Complex Post-Traumatic Stress Disorder

Trigger warning:

  • Sexual abuse
  • Child abuse
  • Sexual violence
  • Swearing

In this part I publish texts about my own process of dealing with my complex trauma or complex post-traumatic stress disorder, and other related topics. These are texts that I wrote at the time, and writing these texts was almost always a therapeutic process as well.

It all started in the summer of 2016, when my childhood trauma made it impossible for me to continue "functioning", and the question of whether or not I was sexually abused in my childhood was dominant, an obsession. With this began my search, for the child that was me, to reconnect with the pain and fear of my childhood. It was the beginning of a rather painful process of dealing with complex PTSD.

The confinement during the health crisis caused by COVID-19 in the spring of 2020 caused a prolonged flashback, and I especially flashed back to my adolescence, to the feeling of impotence, of not being able to escape from a painful situation. But I also flashed back to other aspects of my early childhood: texts like Falling? or The House of My Fears are results of this process. Thankfully, this prompted me to get more to the ground of my complex trauma, and allowed me to make huge steps towards recovery.

I now understand my trauma as a complex trauma, and putting a name to it helps me to understand what is actually going on. I am now on a long journey of recovery.

The process is not over, and I keep adding new texts when I feel like it.

Emotional confusion? Sexual harassment?

Yesterday at midday I took a walk along the Alameda. I went out with my headphones on, listening to music. When I got to the Alameda, a man with a bicycle spoke to me, and he accompanied me for a while until I told him I wanted to be alone. I continued my walk, and encountered the same man again and he asked me to talk. I thought 'why not?', and we sat down on a bench in the Alameda. We talked a bit, and he told me that he is a physiotherapist and lives in a village 10km from Seville. I told him I live in Seville, and we talked some more.

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The horror of the face masks

Every time, when I see news about making the use of face masks mandatory in more and more spaces, I panic, and I get anxious. I instinctively feel that wearing a mask whenever I want to go out would be a trigger for my own traumatic reactions. But I didn't understand why.

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Complex Post-Traumatic Stress Disorder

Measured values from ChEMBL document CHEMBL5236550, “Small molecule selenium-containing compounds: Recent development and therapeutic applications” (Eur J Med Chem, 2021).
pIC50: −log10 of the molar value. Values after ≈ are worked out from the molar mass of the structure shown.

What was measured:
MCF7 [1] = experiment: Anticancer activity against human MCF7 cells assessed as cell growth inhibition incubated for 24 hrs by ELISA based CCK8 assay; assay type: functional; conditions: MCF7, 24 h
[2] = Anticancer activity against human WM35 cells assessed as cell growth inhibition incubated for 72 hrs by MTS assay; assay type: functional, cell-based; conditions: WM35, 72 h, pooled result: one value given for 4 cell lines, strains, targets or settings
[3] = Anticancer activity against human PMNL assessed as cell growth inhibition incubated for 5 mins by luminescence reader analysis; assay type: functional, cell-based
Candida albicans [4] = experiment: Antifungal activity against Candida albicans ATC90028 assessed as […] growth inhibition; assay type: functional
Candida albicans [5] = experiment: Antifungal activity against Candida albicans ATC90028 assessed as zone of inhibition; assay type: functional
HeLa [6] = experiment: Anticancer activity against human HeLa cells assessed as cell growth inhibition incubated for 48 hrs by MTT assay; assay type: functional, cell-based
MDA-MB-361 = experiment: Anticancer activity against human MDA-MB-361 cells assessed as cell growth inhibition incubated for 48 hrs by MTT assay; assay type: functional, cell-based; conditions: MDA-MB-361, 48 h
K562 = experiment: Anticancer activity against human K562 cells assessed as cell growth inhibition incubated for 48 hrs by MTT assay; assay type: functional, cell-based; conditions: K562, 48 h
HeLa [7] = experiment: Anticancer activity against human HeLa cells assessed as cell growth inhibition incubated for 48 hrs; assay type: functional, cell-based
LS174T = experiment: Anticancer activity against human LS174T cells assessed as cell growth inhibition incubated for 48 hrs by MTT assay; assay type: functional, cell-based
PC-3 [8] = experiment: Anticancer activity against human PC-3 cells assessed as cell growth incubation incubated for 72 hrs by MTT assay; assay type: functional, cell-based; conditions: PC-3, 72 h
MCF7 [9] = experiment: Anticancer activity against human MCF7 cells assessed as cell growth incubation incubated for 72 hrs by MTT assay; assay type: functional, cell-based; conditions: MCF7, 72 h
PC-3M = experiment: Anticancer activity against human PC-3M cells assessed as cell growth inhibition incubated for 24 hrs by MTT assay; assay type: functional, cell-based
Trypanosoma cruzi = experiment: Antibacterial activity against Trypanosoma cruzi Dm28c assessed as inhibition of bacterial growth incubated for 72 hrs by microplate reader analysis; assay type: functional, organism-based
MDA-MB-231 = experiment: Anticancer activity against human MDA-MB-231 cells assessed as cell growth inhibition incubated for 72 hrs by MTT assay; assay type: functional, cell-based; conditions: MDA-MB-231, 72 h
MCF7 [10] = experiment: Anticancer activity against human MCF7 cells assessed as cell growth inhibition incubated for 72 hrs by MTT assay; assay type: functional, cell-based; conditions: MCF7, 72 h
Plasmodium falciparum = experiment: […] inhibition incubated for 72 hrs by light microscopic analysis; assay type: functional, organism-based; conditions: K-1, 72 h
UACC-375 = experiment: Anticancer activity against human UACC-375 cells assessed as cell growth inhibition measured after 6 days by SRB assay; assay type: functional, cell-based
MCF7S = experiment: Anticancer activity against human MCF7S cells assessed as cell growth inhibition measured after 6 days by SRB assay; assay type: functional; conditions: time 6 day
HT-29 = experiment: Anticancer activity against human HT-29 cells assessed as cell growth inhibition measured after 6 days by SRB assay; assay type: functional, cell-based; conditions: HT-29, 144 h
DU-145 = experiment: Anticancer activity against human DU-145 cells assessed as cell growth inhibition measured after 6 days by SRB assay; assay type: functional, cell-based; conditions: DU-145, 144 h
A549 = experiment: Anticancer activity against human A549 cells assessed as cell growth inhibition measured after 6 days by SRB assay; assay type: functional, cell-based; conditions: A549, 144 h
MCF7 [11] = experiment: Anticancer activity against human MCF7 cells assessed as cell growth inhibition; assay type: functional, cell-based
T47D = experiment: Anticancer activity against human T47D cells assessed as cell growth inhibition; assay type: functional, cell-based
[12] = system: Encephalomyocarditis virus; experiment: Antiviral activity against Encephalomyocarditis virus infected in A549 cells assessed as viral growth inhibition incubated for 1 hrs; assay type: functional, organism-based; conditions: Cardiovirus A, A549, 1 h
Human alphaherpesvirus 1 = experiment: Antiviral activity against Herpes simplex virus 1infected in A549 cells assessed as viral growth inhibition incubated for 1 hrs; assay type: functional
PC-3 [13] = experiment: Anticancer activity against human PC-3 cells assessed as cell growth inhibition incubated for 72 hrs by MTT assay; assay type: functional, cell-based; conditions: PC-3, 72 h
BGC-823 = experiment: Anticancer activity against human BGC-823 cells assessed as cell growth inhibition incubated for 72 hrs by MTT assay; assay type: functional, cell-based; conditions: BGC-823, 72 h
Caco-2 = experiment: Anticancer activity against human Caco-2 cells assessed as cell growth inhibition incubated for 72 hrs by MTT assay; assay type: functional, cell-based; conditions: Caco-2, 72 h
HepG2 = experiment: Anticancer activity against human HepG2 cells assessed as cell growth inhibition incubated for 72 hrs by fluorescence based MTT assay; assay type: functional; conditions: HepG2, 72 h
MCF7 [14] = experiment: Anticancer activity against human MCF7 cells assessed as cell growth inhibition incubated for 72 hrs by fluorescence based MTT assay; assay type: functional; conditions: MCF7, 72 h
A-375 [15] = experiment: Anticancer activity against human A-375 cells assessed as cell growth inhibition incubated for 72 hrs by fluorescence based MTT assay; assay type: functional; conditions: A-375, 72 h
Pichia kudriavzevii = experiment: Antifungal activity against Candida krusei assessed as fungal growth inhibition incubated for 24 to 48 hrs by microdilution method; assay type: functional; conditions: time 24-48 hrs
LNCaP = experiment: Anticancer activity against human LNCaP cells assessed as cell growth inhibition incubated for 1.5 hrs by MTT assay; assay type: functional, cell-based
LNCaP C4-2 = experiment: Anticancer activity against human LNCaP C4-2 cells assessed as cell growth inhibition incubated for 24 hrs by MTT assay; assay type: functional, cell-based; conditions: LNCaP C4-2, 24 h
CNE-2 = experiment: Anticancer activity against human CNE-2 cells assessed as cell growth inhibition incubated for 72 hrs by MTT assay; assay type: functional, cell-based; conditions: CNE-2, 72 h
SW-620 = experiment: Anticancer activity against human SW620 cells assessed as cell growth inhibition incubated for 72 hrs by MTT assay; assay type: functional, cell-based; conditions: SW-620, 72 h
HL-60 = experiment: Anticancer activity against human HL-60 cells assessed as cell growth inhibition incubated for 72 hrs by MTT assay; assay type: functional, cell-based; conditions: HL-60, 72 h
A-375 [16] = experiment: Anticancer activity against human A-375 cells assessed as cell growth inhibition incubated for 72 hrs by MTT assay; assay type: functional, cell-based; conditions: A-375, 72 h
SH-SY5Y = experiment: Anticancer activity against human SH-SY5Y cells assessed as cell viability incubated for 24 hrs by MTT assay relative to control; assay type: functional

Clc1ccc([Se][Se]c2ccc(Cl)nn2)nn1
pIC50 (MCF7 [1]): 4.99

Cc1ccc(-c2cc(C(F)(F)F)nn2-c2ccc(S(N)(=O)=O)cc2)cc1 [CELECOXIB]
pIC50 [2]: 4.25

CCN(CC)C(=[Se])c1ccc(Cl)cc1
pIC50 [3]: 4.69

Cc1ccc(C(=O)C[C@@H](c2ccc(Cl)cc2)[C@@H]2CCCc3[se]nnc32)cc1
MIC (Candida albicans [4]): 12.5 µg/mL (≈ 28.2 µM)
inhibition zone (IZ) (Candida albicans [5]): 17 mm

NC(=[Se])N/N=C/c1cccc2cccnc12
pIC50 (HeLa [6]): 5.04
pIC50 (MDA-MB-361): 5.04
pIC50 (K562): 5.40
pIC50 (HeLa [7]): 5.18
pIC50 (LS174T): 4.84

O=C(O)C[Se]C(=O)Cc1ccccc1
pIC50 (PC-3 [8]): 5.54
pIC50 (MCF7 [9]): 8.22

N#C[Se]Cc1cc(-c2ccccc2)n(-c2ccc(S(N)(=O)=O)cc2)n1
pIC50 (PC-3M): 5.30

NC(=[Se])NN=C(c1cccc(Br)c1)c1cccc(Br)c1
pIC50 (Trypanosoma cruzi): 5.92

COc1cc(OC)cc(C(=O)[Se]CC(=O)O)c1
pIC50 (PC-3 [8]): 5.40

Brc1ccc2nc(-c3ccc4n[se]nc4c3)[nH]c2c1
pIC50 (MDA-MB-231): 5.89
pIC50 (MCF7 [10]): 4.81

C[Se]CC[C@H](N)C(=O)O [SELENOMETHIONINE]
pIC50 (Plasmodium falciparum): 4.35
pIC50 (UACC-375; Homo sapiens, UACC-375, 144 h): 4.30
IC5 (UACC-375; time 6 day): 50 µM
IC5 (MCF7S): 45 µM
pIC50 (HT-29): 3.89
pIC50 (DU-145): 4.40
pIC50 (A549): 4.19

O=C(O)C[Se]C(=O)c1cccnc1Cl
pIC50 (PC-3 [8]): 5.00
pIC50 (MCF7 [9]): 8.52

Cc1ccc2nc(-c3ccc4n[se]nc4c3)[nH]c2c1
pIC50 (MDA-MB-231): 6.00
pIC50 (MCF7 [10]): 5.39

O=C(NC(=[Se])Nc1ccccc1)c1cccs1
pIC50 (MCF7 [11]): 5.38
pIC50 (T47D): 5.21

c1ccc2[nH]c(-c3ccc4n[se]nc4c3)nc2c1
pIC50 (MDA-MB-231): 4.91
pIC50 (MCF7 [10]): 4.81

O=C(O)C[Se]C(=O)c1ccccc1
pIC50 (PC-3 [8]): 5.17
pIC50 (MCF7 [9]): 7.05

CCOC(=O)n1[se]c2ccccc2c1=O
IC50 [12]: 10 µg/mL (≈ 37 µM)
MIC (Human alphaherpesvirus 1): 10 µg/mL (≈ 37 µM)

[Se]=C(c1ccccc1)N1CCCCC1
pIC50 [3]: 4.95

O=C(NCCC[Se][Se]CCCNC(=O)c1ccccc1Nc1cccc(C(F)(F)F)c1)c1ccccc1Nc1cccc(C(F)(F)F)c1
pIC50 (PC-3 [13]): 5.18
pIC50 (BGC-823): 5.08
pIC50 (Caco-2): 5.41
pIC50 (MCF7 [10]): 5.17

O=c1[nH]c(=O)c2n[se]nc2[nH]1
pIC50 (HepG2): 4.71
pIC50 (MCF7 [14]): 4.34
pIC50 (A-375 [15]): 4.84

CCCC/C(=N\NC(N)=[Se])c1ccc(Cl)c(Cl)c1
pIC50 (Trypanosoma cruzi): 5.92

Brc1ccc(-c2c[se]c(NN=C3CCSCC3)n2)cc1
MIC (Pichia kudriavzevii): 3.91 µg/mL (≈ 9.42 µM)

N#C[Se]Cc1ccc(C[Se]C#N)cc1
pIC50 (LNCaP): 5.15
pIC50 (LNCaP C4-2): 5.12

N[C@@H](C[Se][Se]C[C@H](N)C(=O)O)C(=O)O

It always helps me to put a name on things, what I'm going through, and complex post-traumatic stress disorder is the name that fits best, although I don't recognise myself in everything either.

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Flashbacks

In the last few weeks I've been experiencing two kinds of flashbacks. Some flashbacks I have when I think about certain things from my adolescence, like two nights ago. And another type of flashback, more painful, that comes to me without me being able to identify a trigger, and that is not linked to memories - purely emotional flashbacks, as I experienced last Saturday. To some extent I'm living in an emotional flashback since the beginning of the confinement.

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The love that could not be

Another bad night, after a brief respite the night before. This time I wasn't able to find sleep until at least 5:00 in the morning. It was a struggle not to fall completely, and in the end I had to cry, cry for a love, my first love, that could not be.

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A break

Tonight for the first time in weeks I slept well, and I didn't wake up at 4:00 in the morning or even earlier. I am enjoying a day with little anxiety and little tension in my body - at least so far.

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Investigating my complex trauma

Thanks to Meg-John Barker, I discovered Pete Walker's texts on complex trauma. What I suffered Saturday night through Sunday was clearly an emotional flashback, and in fact, what I did instinctively was not so bad, compared to Pete Walker's 13 steps for managing flashbacks.

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Fear. Pain.

Yesterday, after writing about the "new normal" and my complex trauma, I was left all day with chest pain and fear in my stomach, and a very tense back. When I finished the Spanish translation, I listened to music and then I prepared my lunch. Friends of my flatmates arrived, and I joined them for a while on our roof terrace. I was there, but I wasn't really there. My mind was elsewhere, and it was hard to follow the conversation, not to speak of participating or talking.

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The “new normal” and complex trauma

Caring for myself
is not
self-indulgance,
it is
self-preservation,
and that is an act of

political warfare
Audre Lorde

 

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